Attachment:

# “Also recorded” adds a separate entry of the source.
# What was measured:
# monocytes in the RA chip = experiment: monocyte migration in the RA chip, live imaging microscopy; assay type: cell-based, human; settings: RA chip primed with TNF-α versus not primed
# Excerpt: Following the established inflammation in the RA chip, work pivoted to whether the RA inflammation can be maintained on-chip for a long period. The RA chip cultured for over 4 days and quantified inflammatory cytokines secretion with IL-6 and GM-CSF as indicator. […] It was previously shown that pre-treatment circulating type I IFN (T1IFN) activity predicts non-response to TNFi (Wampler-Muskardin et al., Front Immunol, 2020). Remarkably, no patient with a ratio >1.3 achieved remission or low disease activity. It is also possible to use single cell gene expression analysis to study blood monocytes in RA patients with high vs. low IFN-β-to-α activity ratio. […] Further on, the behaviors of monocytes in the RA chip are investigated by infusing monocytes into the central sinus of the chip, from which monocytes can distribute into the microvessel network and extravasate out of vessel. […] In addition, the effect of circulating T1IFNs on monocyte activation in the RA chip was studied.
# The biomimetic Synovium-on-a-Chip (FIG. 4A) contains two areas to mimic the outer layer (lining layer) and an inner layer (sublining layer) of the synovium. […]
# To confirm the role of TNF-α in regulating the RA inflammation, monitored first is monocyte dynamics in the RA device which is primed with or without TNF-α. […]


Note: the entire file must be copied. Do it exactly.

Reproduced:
# “Also recorded” adds a separate entry of the source.
# What was measured:
# monocytes in the RA chip = experiment: monocyte migration in the RA chip, live imaging microscopy; assay type: cell-based, human; settings: RA chip primed with TNF-α versus not primed
# Excerpt: Following the established inflammation in the RA chip, work pivoted to whether the RA inflammation can be maintained on-chip for a long period. The RA chip cultured for over 4 days and quantified inflammatory cytokines secretion with IL-6 and GM-CSF as indicator. […] It was previously shown that pre-treatment circulating type I IFN (T1IFN) activity predicts non-response to TNFi (Wampler-Muskardin et al., Front Immunol, 2020). Remarkably, no patient with a ratio >1.3 achieved remission or low disease activity. It is also possible to use single cell gene expression analysis to study blood monocytes in RA patients with high vs. low IFN-β-to-α activity ratio. […] Further on, the behaviors of monocytes in the RA chip are investigated by infusing monocytes into the central sinus of the chip, from which monocytes can distribute into the microvessel network and extravasate out of vessel. […] In addition, the effect of circulating T1IFNs on monocyte activation in the RA chip was studied.
# The biomimetic Synovium-on-a-Chip (FIG. 4A) contains two areas to mimic the outer layer (lining layer) and an inner layer (sublining layer) of the synovium. […]
# To confirm the role of TNF-α in regulating the RA inflammation, monitored first is monocyte dynamics in the RA device which is primed with or without TNF-α. […]